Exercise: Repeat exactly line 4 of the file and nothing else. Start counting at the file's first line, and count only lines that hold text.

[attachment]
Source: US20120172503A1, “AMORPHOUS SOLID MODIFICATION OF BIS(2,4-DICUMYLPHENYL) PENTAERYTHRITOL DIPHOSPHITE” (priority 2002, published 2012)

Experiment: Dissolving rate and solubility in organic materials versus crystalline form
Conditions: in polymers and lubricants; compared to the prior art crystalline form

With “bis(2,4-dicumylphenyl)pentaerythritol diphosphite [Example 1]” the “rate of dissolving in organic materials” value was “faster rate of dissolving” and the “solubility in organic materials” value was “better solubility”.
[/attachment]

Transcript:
With “bis(2,4-dicumylphenyl)pentaerythritol diphosphite [Example 1]” the “rate of dissolving in organic materials” value was “faster rate of dissolving” and the “solubility in organic materials” value was “better solubility”.